And for we who gather on this hope filled, Life infused, Grace immersed Day. Even on this day… as the senseless bombings in Sri Lanka bring back fresh memories of The Christ Church Mosque Shooting, the Tree of Life Synagogue Shooting, school shootings and humanity’s addiction to weapons and violence… We will not fear those who wield fear, bigotry, and religion like a weapon…We will not fear the powers that be and an empire who says, we should not even risk the journey! We Will Carry On the Vision!

We gather as a people of the Resurrection and say, “No!”  because we know…  Love. True Love. Never. Dies. Love will always rise up out of the darkness!  For Wisdom’s Child, Jesus…We… Are Risen…. We are Risen Indeed! This IS So! Amen.

 

[i] Wink, Walter, (2002). The Human Being, Jesus and the Enigma of the Son of the Man. Fortress Press, Minneapolis, MN.

[ii] Meyers, Robin R. (2009). Saving Jesus from the Church, How to Stop Worshipping Christ and Start Following Jesus. Harper One, New York, NY

[iii] Scott, Bernard Brandon, (2010). The Trouble with Resurrection, From Paul to the Fourth Gospel. Polebridge Press, Salem OR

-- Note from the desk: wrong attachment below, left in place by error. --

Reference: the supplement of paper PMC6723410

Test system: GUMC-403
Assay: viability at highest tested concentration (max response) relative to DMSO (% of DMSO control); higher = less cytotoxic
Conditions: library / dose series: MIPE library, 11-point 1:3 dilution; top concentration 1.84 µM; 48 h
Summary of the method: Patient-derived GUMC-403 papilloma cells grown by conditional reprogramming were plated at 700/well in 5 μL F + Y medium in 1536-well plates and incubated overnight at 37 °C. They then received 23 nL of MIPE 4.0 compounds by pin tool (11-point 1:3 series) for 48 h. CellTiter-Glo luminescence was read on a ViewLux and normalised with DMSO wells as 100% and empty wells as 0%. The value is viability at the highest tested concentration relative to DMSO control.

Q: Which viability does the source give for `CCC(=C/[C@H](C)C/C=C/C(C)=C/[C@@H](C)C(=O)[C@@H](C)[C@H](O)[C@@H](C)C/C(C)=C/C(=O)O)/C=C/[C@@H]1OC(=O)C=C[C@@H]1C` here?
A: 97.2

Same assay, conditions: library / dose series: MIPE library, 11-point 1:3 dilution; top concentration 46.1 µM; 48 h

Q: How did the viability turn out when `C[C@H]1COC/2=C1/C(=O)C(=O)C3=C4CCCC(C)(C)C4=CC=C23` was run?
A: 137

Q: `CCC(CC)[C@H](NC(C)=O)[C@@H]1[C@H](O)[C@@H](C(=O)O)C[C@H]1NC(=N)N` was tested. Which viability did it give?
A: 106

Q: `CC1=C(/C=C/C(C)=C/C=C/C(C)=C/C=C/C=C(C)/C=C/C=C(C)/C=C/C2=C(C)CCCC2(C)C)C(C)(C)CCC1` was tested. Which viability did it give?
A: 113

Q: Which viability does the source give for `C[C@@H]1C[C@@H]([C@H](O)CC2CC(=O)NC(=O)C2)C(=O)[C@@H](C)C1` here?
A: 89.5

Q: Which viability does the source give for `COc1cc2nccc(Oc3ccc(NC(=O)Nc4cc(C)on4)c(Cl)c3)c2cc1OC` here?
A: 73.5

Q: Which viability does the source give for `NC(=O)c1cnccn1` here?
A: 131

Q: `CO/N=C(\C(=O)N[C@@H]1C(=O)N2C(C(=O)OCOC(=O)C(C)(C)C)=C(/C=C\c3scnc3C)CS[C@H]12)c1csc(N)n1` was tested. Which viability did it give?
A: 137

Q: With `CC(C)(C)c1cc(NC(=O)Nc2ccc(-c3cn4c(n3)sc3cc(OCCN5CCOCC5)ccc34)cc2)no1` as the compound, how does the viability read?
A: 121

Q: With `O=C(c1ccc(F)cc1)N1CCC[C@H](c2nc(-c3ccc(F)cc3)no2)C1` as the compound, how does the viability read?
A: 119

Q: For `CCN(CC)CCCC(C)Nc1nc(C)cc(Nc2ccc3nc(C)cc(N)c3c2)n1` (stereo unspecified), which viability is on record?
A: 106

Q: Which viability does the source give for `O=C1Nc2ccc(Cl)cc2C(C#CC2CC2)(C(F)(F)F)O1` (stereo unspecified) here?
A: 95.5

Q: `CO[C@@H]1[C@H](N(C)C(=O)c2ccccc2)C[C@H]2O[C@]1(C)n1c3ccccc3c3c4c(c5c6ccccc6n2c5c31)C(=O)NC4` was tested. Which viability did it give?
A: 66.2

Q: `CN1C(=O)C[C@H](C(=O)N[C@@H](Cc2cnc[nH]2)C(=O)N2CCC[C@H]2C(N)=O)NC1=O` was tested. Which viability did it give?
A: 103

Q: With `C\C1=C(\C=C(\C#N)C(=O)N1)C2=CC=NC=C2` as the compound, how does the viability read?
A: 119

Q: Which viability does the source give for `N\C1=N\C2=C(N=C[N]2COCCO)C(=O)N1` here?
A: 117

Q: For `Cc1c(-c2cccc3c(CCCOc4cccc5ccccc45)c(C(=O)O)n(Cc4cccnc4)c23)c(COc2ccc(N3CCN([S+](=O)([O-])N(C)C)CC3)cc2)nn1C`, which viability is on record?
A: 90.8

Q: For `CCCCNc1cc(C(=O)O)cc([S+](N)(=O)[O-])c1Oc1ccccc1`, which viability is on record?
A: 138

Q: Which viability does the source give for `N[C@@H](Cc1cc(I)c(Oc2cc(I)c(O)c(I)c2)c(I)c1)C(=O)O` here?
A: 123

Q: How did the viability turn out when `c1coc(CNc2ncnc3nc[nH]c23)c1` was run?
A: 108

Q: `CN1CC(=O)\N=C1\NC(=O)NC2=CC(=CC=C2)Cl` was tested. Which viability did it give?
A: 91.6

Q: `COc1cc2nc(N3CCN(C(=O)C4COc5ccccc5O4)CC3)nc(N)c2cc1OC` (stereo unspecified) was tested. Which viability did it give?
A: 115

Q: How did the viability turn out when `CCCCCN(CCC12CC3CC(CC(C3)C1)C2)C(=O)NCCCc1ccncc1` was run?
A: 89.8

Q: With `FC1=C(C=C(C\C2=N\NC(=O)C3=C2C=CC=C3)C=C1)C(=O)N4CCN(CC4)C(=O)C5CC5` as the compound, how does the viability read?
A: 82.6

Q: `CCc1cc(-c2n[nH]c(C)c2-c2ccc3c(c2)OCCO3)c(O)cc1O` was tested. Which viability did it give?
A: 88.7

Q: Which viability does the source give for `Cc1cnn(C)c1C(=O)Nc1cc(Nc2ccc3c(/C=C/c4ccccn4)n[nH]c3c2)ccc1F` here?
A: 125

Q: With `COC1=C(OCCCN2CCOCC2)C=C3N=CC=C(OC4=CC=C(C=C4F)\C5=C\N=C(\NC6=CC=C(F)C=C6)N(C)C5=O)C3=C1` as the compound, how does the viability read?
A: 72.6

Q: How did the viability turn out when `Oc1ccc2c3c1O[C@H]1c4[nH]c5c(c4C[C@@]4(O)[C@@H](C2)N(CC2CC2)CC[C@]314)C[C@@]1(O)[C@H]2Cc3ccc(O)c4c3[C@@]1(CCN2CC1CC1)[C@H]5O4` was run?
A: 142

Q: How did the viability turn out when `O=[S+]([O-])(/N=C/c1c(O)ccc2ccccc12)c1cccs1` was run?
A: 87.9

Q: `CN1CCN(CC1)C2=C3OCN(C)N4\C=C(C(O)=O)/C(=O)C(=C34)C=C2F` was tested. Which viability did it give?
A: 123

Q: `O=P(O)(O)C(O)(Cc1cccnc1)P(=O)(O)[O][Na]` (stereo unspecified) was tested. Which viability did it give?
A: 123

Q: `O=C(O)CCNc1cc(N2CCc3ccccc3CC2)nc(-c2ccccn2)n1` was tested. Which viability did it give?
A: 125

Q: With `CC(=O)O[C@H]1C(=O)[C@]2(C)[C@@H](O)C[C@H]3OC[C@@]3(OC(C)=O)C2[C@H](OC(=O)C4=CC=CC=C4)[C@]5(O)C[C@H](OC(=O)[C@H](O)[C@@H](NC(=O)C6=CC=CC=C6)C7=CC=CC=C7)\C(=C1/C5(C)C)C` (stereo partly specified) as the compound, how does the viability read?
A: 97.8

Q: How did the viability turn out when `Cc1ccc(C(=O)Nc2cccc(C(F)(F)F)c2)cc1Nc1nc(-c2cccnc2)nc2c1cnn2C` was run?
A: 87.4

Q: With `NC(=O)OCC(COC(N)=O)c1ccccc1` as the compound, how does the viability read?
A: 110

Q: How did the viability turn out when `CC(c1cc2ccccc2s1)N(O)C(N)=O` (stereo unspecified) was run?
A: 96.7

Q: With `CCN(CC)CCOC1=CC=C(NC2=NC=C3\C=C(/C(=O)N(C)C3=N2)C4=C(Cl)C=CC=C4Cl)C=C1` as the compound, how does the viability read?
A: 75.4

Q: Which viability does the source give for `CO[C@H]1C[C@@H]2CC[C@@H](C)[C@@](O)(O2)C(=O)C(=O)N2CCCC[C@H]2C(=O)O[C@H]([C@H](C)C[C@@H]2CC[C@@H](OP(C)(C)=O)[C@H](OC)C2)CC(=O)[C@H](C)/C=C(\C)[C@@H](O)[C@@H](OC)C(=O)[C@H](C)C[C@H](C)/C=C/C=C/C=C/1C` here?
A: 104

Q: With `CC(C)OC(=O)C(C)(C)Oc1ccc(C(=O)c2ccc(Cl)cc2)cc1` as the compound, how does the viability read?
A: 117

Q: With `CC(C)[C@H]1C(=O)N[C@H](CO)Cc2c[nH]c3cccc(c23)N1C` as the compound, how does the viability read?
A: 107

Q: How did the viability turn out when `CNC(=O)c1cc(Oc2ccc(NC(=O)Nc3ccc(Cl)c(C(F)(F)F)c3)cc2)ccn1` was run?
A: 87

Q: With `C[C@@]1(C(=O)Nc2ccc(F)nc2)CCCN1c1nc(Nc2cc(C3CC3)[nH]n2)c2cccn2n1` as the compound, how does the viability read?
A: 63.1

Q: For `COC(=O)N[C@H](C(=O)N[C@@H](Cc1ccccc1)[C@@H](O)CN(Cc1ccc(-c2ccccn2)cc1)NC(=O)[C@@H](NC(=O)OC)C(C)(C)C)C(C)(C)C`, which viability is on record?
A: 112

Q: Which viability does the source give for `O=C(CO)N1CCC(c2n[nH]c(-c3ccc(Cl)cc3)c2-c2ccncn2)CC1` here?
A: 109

[iv] Scott, Bernard Brandon, (2010). The Trouble with Resurrection, From Paul to the Fourth Gospel. Polebridge Press, Salem OR

[v] Scott, Bernard Brandon, (2010). The Trouble with Resurrection, From Paul to the Fourth Gospel. Polebridge Press, Salem OR

[vi] Borg, Marcus J., (2003). The Heart of Christianity, Rediscovering a Life of Faith. Harper Collins, San Francisco, CA

[vii] Bass, Diana Butler, (2012). Christianity After Religion, The End of Church and the Birth of a New Spiritual Awakening, Harper Collins, New York, NY

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Maybe the Church is Dead